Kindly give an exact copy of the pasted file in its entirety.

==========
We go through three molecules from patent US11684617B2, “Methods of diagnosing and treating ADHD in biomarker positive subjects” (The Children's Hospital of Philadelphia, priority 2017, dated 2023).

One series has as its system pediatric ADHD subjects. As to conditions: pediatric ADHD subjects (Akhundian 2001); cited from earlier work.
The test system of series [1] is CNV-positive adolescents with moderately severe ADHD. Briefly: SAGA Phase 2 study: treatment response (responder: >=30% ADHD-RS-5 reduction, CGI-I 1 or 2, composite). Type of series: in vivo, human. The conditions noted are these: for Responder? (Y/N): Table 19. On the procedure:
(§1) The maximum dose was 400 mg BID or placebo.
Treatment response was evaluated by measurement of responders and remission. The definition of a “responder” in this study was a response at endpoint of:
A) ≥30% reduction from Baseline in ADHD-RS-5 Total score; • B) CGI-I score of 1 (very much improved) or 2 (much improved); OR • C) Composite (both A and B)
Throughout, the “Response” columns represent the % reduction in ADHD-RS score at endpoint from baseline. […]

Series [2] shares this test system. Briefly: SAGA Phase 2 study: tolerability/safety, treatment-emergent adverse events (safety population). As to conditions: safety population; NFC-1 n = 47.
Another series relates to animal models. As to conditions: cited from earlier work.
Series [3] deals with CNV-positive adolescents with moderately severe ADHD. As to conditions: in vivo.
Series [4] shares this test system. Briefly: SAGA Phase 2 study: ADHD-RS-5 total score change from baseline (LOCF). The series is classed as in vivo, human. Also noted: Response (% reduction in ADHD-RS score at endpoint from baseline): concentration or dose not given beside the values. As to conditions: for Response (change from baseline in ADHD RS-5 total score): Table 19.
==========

We go through three molecules from patent US11684617B2, “Methods of diagnosing and treating ADHD in biomarker positive subjects” (The Children's Hospital of Philadelphia, priority 2017, dated 2023).

One series has as its system pediatric ADHD subjects. As to conditions: pediatric ADHD subjects (Akhundian 2001); cited from earlier work.
The test system of series [1] is CNV-positive adolescents with moderately severe ADHD. Briefly: SAGA Phase 2 study: treatment response (responder: >=30% ADHD-RS-5 reduction, CGI-I 1 or 2, composite). Type of series: in vivo, human. The conditions noted are these: for Responder? (Y/N): Table 19. On the procedure:
(§1) The maximum dose was 400 mg BID or placebo.
Treatment response was evaluated by measurement of responders and remission. The definition of a “responder” in this study was a response at endpoint of:
A) ≥30% reduction from Baseline in ADHD-RS-5 Total score; • B) CGI-I score of 1 (very much improved) or 2 (much improved); OR • C) Composite (both A and B)
Throughout, the “Response” columns represent the % reduction in ADHD-RS score at endpoint from baseline. […]

Series [2] shares this test system. Briefly: SAGA Phase 2 study: tolerability/safety, treatment-emergent adverse events (safety population). As to conditions: safety population; NFC-1 n = 47.
Another series relates to animal models. As to conditions: cited from earlier work.
Series [3] deals with CNV-positive adolescents with moderately severe ADHD. As to conditions: in vivo.
Series [4] shares this test system. Briefly: SAGA Phase 2 study: ADHD-RS-5 total score change from baseline (LOCF). The series is classed as in vivo, human. Also noted: Response (% reduction in ADHD-RS score at endpoint from baseline): concentration or dose not given beside the values. As to conditions: for Response (change from baseline in ADHD RS-5 total score): Table 19.